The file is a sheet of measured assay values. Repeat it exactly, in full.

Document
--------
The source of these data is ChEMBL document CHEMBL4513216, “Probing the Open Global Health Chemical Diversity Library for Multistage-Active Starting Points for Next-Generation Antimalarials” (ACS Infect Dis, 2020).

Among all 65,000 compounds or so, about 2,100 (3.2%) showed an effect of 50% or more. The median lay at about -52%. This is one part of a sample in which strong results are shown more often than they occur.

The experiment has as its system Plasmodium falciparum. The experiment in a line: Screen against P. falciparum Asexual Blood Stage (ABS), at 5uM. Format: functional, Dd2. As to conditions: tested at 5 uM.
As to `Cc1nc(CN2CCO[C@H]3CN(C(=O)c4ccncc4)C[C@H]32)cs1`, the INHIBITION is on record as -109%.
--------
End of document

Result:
The source of these data is ChEMBL document CHEMBL4513216, “Probing the Open Global Health Chemical Diversity Library for Multistage-Active Starting Points for Next-Generation Antimalarials” (ACS Infect Dis, 2020).

Among all 65,000 compounds or so, about 2,100 (3.2%) showed an effect of 50% or more. The median lay at about -52%. This is one part of a sample in which strong results are shown more often than they occur.

The experiment has as its system Plasmodium falciparum. The experiment in a line: Screen against P. falciparum Asexual Blood Stage (ABS), at 5uM. Format: functional, Dd2. As to conditions: tested at 5 uM.
As to `Cc1nc(CN2CCO[C@H]3CN(C(=O)c4ccncc4)C[C@H]32)cs1`, the INHIBITION is on record as -109%.